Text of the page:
Sears Holdings Declared Bankruptcy, 142 Stores to Close towards the Year-End

Sears Holdings

The 125-year-old U.S. retailer, Sears Holdings has declared bankruptcy on Monday after years of struggling through financial operations and relying on CEO Eddie Lampert’s own money. As a part of bankruptcy, the retailer will shutter its 142 stores by the end of the year while the liquidation sales is set begin shortly.

Lampert will step down from the post of CEO, but remain chairman, and Sears would be appointing Mohsin Meghji as chief restructuring officer. According to CNN news, Sears Holding, parent company of Sears and Kmart, is one among the prominent retailers in the United States to file bankruptcy in the era of e-commerce giant Amazon.

The company intends to stay in business, operate the profitable stores, and the websites of both Sears and Kmart, several news reported, citing a statement issued while filing in federal bankruptcy court in New York on Monday.

A decade ago, Lampert merged Kmart and Sears to create a stronger competitor, but over the years the company struggled to pay down the debt by shedding assets. Currently, Sears holds about 700 stores with 68,000 employees which have been down from 1000 stores and 89,000 workers reported in February. The stores have remained barren and not been stocked by the vendors while many of them have never been visited by younger generation of shoppers.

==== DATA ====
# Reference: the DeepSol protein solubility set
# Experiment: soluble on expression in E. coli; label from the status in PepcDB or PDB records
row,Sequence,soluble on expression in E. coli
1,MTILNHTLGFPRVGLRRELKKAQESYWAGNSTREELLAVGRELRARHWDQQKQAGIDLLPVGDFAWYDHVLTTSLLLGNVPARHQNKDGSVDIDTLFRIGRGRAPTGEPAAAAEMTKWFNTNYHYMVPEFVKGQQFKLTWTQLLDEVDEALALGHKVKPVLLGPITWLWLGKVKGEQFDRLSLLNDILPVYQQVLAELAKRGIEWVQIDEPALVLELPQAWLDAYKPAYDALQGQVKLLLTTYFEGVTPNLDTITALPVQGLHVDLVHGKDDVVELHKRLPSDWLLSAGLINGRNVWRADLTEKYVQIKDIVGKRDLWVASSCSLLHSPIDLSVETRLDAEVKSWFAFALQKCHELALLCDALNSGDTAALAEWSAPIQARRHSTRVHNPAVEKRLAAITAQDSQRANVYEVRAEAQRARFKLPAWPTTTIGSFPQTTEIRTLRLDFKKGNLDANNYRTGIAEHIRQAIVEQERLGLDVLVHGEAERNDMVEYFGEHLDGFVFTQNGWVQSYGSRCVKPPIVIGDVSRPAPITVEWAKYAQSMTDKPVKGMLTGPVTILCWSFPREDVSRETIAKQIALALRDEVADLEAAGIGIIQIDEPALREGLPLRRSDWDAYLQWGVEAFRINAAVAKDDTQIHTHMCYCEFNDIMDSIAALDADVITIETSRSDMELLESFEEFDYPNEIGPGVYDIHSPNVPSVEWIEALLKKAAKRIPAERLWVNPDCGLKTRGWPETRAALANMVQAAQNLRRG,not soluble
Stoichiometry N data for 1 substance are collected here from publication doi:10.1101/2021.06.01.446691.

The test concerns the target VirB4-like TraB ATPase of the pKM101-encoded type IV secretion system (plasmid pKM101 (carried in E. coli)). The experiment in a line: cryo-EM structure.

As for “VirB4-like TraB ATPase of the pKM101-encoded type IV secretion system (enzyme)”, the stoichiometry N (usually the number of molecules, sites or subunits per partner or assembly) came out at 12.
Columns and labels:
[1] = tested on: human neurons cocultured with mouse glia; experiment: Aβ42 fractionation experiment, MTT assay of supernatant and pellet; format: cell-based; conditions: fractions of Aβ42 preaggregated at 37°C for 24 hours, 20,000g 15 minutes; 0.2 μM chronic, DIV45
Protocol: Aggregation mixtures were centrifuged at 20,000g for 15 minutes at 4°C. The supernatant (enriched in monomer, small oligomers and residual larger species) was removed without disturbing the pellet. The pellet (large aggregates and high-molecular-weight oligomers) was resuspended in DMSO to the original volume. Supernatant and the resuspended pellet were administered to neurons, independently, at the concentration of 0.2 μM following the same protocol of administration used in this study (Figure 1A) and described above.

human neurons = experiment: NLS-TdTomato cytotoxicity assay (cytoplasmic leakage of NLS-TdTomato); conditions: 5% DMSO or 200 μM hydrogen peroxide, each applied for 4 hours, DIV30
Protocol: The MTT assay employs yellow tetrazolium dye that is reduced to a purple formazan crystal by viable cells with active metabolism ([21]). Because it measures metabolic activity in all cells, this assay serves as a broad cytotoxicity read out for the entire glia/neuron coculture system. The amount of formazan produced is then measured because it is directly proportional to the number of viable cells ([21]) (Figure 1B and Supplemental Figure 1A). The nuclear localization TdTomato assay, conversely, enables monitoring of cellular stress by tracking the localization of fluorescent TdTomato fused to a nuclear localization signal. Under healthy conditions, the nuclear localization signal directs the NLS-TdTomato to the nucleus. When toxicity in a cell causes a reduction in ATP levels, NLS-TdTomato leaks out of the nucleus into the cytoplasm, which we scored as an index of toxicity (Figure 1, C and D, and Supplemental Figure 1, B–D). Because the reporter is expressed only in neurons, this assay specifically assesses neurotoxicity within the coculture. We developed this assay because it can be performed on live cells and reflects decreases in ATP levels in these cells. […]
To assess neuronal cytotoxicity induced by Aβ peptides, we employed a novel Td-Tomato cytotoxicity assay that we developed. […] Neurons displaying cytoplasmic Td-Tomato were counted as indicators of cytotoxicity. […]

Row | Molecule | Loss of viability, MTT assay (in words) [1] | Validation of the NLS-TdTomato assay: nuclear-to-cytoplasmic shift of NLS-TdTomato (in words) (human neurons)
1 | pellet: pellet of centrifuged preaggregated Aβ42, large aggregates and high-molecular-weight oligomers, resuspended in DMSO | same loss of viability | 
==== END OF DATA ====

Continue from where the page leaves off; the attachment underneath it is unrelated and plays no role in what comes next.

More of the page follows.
According to FactSet, Lampert has controlling ownership stake in the company and continues to invest in Sears Holdings even with the filing of bankruptcy. He holds 31% share (largest) in the company and owns about 19% of hedge fund ESL investments.

Sears Holdings, once a retail giant, fell out of customers’ favor over the years as online stores and longtime rivals such as Home Depot and Walmart, beat the company in price and convenience. As reported in CNN Business, many problems of Sears were self-inflicted. Cutting costs, closing stores, reduced spending on advertisement, and failing to invest in the modernization of company’s outlets caused the sales to decline and debt mounted, the news added. In a fight to stay alive, Sears sold most of its valuable assets including the large real estate footprint; it was losing about $125,000 a month, according to bankruptcy filing.

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Ganesh Rajput

Ganesh Rajput

Ganesh’s extensive experienced in the field of market research reflects in the way his articles offer readers sharp insights on the latest developments across major industry verticals. His forte lies in churning out analytical commentaries on the evolving nature of various consumer-oriented industries.

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